123.125.115.164
HTTP/1.0 200 OK

Content-Type: text/html
Server: nginx
Date: Wed, 18 Mar 2015 09:56:57 GMT
Content-Length: 114
Last-Modified: Wed, 18 Mar 2015 05:43:55 GMT
Etag: "5509109b-72"
Expires: Wed, 18 Mar 2015 09:56:57 GMT
Cache-Control: max-age=0
Accept-Ranges: bytes
Connection: keep-alive
forced the user browser to load content from:  d18yee9du95yb4.cloudfront.net

GET /?1425380212 HTTP/1.1

Host: d18yee9du95yb4.cloudfront.net

User-Agent: Mozilla/4.0 (compatible; MSIE 6.0; Windows NT 5.1; .NET CLR 1.1.4322)
Accept: text/plain, */*; q=0.01
Accept-Language: en-us,en;q=0.5
Accept-Encoding: gzip,deflate
Accept-Charset: ISO-8859-1,utf-8;q=0.7,*;q=0.7
Keep-Alive: 115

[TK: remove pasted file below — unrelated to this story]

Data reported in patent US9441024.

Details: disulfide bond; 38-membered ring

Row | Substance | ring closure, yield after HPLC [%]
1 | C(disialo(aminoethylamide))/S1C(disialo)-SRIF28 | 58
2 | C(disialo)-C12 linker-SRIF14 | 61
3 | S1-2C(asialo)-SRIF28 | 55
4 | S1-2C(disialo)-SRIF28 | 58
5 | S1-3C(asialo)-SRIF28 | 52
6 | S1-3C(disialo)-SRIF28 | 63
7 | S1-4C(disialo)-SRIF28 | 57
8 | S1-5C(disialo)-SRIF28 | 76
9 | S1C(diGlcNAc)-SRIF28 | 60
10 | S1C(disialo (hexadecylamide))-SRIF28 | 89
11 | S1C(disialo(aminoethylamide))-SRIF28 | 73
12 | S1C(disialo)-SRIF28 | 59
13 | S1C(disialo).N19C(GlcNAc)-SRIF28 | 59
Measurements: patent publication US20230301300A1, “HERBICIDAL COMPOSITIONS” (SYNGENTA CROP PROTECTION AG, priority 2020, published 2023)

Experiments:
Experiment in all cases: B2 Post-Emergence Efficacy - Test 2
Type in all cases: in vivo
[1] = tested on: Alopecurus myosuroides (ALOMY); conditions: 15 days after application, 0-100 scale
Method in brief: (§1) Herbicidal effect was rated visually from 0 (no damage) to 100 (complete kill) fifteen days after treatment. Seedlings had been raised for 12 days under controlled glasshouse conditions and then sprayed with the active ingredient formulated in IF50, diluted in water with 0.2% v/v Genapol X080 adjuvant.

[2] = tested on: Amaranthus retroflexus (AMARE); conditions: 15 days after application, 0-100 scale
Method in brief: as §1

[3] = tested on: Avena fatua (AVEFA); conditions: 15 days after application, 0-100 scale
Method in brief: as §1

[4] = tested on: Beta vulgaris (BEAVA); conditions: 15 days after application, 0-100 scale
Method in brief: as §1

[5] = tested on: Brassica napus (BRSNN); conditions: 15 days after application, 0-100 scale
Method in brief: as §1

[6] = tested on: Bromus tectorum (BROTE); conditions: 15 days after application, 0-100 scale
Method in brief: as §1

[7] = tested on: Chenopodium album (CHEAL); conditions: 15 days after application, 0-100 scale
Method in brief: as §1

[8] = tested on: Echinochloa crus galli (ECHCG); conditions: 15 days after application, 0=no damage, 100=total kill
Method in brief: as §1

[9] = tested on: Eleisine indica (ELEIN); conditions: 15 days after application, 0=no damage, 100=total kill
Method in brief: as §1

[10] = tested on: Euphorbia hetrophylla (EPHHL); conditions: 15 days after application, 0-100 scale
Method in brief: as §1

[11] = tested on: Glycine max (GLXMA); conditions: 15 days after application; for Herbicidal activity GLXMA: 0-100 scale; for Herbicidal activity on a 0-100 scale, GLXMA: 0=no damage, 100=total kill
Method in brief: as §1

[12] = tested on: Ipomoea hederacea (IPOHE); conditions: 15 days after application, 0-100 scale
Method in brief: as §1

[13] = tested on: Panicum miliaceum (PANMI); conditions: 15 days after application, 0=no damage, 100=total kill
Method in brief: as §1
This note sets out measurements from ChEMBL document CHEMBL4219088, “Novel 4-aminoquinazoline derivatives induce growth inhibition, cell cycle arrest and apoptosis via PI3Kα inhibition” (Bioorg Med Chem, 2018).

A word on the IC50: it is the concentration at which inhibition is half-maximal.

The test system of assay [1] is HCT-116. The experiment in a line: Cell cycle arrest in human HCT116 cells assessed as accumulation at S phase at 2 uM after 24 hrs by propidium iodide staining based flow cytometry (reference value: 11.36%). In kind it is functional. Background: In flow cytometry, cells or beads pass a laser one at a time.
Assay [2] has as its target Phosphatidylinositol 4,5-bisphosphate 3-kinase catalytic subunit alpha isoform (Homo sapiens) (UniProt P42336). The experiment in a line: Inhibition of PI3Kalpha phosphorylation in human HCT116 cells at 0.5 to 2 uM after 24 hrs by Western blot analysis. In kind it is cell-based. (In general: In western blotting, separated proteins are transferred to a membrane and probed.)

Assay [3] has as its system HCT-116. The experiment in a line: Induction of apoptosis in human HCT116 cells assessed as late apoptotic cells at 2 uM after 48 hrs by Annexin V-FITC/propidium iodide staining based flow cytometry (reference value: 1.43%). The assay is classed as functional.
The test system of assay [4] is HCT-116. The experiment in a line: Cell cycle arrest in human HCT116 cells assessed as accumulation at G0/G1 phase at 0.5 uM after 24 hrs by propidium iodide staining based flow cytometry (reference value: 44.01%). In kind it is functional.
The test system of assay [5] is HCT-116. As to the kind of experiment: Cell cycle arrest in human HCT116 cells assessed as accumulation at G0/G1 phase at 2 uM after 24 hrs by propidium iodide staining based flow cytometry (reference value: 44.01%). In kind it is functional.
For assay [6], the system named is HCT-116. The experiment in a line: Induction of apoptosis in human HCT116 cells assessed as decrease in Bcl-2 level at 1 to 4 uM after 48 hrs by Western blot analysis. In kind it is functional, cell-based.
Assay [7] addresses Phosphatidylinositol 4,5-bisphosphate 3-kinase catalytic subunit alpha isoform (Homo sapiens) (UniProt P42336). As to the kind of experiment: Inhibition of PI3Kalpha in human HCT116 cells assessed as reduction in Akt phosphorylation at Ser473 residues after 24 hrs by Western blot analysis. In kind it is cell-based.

Connection: keep-alive
Referer: http://pos.baidu.com/wh/o.htm?ltr=&cf=u
Origin: http://pos.baidu.com
 
Currently the host has been blocked down due to the described attack as follows:
 
Blocked host because the "Chinese Attack"
 
 
 
I decided to write a little bit about this attack since it is one of the most "dramatic"  examples on how "states" might perform wide attacks using unware services and state infrastructures...

Friday, March 6, 2015

Angler and the new threats

What I am writing is not a "news" anymore, but it is like a "consciousness raising" about the incredible job the guys behind Angler Exploit kit did.

But, let me start from the beginning. For everybody out there do not know what an Exploit Kit is I found out a clear and nice description from McAfee Labs: